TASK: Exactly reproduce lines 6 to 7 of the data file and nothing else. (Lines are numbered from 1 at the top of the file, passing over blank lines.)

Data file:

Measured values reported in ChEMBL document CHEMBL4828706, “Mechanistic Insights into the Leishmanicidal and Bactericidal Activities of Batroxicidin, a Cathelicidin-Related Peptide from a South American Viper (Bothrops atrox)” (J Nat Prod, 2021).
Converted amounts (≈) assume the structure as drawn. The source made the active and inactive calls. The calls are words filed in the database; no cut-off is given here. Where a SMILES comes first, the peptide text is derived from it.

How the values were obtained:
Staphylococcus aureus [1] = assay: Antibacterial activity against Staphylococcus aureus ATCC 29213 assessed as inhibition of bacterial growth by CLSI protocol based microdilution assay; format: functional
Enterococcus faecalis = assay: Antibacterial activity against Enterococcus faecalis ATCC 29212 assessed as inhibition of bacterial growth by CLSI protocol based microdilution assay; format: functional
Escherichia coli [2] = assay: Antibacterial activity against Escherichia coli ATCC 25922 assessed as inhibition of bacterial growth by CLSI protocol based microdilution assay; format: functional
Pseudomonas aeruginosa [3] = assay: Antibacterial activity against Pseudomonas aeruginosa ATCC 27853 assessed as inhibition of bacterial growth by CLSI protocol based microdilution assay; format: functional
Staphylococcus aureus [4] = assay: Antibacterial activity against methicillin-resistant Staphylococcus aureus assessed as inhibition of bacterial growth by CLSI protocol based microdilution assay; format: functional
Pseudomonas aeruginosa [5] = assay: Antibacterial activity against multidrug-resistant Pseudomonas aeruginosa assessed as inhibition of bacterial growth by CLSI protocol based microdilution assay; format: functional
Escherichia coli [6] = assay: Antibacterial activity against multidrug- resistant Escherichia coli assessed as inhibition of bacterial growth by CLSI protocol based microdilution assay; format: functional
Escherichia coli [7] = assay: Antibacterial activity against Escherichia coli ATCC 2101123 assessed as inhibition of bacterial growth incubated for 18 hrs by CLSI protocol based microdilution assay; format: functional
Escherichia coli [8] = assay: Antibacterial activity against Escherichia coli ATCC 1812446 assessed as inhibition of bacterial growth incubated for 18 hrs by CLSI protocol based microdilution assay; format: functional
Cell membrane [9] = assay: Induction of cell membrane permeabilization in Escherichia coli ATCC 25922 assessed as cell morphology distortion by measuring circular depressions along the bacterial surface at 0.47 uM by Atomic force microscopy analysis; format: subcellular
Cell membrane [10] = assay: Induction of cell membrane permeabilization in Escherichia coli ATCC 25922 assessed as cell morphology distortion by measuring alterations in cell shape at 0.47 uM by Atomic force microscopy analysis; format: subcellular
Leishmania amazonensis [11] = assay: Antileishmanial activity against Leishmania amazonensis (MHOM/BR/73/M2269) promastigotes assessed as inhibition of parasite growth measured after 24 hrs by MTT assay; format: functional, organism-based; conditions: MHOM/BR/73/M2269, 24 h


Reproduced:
Escherichia coli [2] = assay: Antibacterial activity against Escherichia coli ATCC 25922 assessed as inhibition of bacterial growth by CLSI protocol based microdilution assay; format: functional
Pseudomonas aeruginosa [3] = assay: Antibacterial activity against Pseudomonas aeruginosa ATCC 27853 assessed as inhibition of bacterial growth by CLSI protocol based microdilution assay; format: functional